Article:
Designing Sound

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MIT Press, 2010 - Computers - 664 pages
A practitioner's guide to the basic principles of creating sound effects using easily accessed free software.

Designing Sound teaches students and professional sound designers to understand and create sound effects starting from nothing. Its thesis is that any sound can be generated from first principles, guided by analysis and synthesis. The text takes a practitioner's perspective, exploring the basic principles of making ordinary, everyday sounds using an easily accessed free software. Readers use the Pure Data (Pd) language to construct sound objects, which are more flexible and useful than recordings. Sound is considered as a process, rather than as data--an approach sometimes known as "procedural audio." Procedural sound is a living sound effect that can run as computer code and be changed in real time according to unpredictable events. Applications include video games, film, animation, and media in which sound is part of an interactive process. The book takes a practical, systematic approach to the subject, teaching by example and providing background information that offers a firm theoretical context for its pragmatic stance. [Many of the examples follow a pattern, beginning with a discussion of the nature and physics of a sound, proceeding through the development of models and the implementation of examples, to the final step of producing a Pure Data program for the desired sound. Different synthesis methods are discussed, analyzed, and refined throughout.] After mastering the techniques presented in Designing Sound, students will be able to build their own sound objects for use in interactive applications and other projects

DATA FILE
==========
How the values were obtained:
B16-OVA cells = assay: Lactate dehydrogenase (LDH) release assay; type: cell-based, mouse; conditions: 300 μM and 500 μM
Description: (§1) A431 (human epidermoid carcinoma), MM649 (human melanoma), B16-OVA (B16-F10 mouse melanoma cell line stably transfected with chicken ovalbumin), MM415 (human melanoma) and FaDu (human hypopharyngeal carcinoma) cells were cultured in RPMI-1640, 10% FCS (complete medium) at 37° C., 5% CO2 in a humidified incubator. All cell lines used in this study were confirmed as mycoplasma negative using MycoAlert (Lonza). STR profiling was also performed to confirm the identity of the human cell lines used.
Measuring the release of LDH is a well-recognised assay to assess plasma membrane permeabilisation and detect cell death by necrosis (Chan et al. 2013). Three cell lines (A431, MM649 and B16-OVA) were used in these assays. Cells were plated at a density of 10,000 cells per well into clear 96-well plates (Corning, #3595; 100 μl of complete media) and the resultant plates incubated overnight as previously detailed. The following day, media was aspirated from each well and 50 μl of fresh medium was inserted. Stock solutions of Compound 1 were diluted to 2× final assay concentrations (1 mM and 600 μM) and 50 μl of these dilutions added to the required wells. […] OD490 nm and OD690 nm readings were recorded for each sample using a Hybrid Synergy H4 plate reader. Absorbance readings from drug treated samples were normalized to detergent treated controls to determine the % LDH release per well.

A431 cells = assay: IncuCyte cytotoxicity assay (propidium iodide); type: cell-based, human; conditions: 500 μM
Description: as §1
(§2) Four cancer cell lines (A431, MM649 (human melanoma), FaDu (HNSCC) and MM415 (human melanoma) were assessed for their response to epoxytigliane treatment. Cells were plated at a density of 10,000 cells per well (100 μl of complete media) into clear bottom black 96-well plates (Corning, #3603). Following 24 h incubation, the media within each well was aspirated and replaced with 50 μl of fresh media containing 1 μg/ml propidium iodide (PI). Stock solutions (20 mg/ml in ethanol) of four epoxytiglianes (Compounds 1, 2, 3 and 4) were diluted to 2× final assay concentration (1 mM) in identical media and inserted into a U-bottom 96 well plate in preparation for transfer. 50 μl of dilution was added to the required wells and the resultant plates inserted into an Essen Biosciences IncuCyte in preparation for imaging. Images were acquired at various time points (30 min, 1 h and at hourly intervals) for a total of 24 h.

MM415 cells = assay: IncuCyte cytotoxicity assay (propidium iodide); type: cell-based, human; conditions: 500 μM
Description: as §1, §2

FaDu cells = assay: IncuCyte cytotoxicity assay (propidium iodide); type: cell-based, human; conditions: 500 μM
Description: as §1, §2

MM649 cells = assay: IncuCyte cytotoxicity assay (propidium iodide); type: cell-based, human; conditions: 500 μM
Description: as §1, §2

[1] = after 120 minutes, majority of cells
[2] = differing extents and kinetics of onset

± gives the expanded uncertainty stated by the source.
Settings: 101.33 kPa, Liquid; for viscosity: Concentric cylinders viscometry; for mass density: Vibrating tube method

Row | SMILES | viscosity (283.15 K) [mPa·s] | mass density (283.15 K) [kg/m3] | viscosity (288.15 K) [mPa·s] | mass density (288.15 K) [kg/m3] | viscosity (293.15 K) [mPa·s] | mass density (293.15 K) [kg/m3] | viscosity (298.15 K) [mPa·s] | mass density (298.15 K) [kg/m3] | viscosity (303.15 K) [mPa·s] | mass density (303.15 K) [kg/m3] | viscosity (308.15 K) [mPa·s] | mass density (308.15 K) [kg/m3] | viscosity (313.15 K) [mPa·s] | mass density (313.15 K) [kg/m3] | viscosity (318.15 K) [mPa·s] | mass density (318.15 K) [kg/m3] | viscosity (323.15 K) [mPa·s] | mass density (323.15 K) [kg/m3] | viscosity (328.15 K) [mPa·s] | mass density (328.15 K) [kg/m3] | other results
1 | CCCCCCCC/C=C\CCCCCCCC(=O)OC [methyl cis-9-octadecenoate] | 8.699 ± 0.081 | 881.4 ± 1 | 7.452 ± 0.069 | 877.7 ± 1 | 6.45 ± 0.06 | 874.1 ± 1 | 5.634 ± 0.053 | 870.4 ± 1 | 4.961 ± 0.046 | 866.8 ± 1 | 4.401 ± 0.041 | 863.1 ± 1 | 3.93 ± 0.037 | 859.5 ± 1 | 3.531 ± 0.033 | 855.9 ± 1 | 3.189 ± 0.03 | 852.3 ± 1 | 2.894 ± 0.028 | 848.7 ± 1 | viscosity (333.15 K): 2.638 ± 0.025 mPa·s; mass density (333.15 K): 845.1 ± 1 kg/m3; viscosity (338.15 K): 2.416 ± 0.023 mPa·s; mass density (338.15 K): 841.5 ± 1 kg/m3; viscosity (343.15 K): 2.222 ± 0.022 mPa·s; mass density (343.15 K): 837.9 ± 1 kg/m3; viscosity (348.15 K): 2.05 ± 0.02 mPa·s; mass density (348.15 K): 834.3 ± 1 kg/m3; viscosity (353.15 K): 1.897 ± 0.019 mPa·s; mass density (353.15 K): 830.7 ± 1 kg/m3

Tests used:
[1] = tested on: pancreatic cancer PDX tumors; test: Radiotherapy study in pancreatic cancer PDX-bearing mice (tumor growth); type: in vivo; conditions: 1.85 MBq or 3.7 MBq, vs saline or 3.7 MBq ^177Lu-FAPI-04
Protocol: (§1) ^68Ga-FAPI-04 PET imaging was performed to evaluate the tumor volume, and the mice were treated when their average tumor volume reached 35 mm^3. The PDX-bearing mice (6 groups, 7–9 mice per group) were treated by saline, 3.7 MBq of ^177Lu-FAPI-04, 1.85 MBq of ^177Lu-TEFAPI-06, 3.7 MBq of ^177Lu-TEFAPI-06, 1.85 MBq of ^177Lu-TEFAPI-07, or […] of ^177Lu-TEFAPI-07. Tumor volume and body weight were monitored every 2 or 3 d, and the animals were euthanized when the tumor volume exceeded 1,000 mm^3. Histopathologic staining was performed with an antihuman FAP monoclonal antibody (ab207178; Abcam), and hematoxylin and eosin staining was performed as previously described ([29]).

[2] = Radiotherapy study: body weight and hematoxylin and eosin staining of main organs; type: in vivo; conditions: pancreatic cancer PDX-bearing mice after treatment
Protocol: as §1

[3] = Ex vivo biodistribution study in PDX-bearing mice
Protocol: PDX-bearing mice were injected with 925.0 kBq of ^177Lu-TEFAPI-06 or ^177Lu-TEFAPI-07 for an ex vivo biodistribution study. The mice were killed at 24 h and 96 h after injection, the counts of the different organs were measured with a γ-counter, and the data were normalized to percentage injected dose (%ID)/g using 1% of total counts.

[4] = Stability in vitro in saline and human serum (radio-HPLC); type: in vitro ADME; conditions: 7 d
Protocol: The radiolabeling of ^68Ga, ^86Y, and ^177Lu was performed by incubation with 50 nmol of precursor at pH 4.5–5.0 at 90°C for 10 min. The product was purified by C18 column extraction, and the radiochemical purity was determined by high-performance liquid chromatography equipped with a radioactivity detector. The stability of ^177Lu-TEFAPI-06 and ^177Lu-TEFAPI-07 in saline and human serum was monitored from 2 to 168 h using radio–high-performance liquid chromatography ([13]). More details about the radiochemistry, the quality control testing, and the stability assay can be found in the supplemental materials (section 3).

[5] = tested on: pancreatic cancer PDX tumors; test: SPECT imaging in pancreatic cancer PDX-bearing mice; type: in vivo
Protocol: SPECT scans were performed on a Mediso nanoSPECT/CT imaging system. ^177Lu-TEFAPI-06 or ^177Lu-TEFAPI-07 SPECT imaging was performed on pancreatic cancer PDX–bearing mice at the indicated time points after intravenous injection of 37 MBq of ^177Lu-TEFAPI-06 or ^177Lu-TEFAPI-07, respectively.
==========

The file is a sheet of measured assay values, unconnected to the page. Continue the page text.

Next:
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The best book available on puredata. Very useful for all types of sound projects.

Contents

Theory Introduction
7
Oscillations
39
Acoustics
55
Psychoacoustics
77
Digital Signals
119
Tools Introduction
147
Using Pure Data
165
Pure Data Audio
185
Pouring
437
Rain
441
Electricity
451
Thunder
459
Wind
471
Practical Series Machines
483
Switches
485
Clocks
491

Abstraction
193
Shaping Sound
205
Pure Data Essentials
219
Technique Introduction
239
Technique 1Summation
267
Technique 2 Tables
277
Technique 3Nonlinear Functions
283
Technique 4Modulation
291
Technique 5 Grains
305
Game Audio
315
Practicals Introduction
329
Phone Tones
337
DTMF Tones
343
Police
355
Practical Series Idiophonics
365
Bouncing
383
Creaking
395
Boing
401
Practical Series Nature
407
Bubbles
419
Running Water
429
Motors
499
Cars
507
Fans
517
Jet Engine
523
Helicopter
529
Practical Series Lifeforms
545
Footsteps
547
Insects
557
Birds
571
Mammals
579
Practical SeriesMayhem
591
Guns
593
Explosions
607
Rocket Launcher
617
Practical SeriesScienceFiction
627
Transporter
629
R2D2
641
Cover Image Sources
647
Index
649
Copyright

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About the author (2010)

Andy Farnell has a degree in Computer Science and Electronic Engineering from University College London and now specializes in digital audio signal processing. He has worked as a sound effects programmer for BBC radio and television and as a programmer on server-side applications for product search and data storage.

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